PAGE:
Václav Hollar (Holár) of Prácheň, was born in Prague in 1607. A memorial tablet on house No. 1192 in Soukenická Ulice (Clothmakers’ Street) identifies the place of his birth. Although he was a sincere Czech and left his native land for the sake of religion, the Germans do not hesitate to claim him for their compatriot. German monographs on the copper engraver’s art make him a German. See for instance “Der Kupferstich” by Prof. Dr. Hans W. Singer (Leipzig, Velhagen & Klasing, 1904), where on page 56 we read: “Hollar was the only German graphic artist of the seventeenth century of any importance. His work will hold its own next to the work of the Holland and French artists of that day.” Hollar’s life is one of great tragedy. The son of wealthy parents, he was intended for the profession of lawyer. But when after the emperor’s victory his family lost everything, drawing, which had heretofore been young Hollar’s recreation, became the means whereby he earned his living. But his rich talent did not make him rich. He migrated from one country to another, first to Frankfurt in Germany ,then to London; when the English Revolution broke out, he fled to Flanders, then returned to England. Every time his fortunes began to mend, some catastrophe laid him low again; the plague took all his relatives, the great fire of 1668 consumed all his possessions. He worked with a feverish zeal, but the English printsellers took advantage of him, and he died in London in 1677 in the presence of persecuting creditors. The hardships and sufferings cast heavy shadows on all of Hollar’s work. How splendidly would his talent have shined under better circumstances. But though privations kept down the flight of his imagination and gave many of his plates the impression of a struggle for bread, they also increased his industry and fed his determination not to give in to evil fortune or deteriorate from an artist into an artisan. He is one of the great masters of his period with a complete control of the technique of his difficult art. His etchings number about 2,740. Among them are drawings of simple beauty, such as his views of Bohemia, Rhineland, Holland and England; again perfect representations of muffs, shells, butterflies, the acme of the engraver’s technique. His etchings have also a considerable value for the history of culture; under this heading belong some of his famous views of cities, especially the beautiful view of Prague with the touching inscription: “Wenceslaus Hollar a Lewengruen et Bareyt hanc Regni Bohemiae Metropolim, Patriam suam, ex monte Sti. Laurentii A. 1636 exactissime delineavit et aqua forti in hac forma aeri insculpsit Antwerpiae A. 1649”, in English: “Václav Hollar of Loewengruen and Bareyt depicted most exactly this metropolis of the Bohemian kingdom, his native land, from the mount of St. Lawrence in 1636, and in this form etched into copper at Antwerp in 1649”. One can feel how love shook his hand, when he wrote the words Patriam Meam. Another engraving of great interest is his Aula Veneris, published in London in 1644, showing one hundred women’s costumes. The title page states “Wenceslaus Hollar Bohemus”, the best proof of his nationality, for if Hollar had considered himself to be a German, he would not have used such a designation of himself on the title page.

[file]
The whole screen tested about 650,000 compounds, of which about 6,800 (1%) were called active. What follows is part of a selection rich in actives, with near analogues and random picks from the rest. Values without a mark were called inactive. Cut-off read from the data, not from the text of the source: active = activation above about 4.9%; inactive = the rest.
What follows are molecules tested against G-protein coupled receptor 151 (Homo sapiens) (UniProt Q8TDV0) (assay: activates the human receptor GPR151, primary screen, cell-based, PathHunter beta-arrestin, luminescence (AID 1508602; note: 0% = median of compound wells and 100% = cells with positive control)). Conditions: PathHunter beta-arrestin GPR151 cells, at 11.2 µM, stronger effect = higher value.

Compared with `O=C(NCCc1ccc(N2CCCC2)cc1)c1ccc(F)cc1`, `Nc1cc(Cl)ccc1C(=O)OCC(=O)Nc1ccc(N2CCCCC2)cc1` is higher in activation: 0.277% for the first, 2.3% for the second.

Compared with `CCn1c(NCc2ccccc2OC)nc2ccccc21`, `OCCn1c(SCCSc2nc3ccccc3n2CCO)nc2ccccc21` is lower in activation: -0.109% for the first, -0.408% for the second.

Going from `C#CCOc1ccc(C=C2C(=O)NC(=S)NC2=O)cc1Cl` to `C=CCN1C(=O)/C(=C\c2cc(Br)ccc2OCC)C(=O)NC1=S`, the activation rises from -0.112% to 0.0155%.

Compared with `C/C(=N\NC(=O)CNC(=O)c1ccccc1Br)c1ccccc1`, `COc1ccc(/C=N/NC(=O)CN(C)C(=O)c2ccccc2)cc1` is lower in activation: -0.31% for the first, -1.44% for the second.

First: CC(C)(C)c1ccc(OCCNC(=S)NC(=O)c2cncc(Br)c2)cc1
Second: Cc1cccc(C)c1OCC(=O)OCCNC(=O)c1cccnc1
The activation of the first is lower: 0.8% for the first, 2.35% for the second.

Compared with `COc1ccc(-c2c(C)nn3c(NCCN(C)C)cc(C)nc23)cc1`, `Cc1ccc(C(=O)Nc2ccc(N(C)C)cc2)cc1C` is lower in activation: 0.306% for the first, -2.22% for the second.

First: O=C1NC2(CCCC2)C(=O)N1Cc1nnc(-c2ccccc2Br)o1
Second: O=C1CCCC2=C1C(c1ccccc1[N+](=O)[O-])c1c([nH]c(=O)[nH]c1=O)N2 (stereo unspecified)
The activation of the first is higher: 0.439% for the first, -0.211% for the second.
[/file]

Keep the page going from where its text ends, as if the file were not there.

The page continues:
Artists that remained in Bohemia had to return into the bosom of the Catholic Church that won the land together with the Emperor at the White Mountain. Of these men the greatest was Karel Škréta Sotnovský of Zázvořice. He was born in Prague in 1604 and died there in 1674. His mother who would not deny her faith left the country in 1627 to go into exile. Her son who studied painting remained in Prague and conformed to the Catholic Church. His artistic training was obtained in Italy, whence he came back as an artist of great merit. In Bohemia he introduced a new era in painting, and his numerous pictures include the best that was done at that period any where in Europe outside of Italy. Many of his altar pieces are in the Prague churches; in the Týn church is the Annunciation of Virgin Mary, possibly his best work; in the same church is his St. Luke, who according to tradition bears the painter’s likeness, while the Virgin Mary here preserves the features of Škréta’s wife. Four of his paintings are in the church of St. Thomas; one, Christ on the Cross, in the church of St. Nicholas; another famous one, Mary Magdalen, in St. Peter’s church, while many smaller towns of Bohemia, like Bechyně, Louny, Mělník, Strakonice, etc., as well as picture galleries, have examples of Škréta’s genius.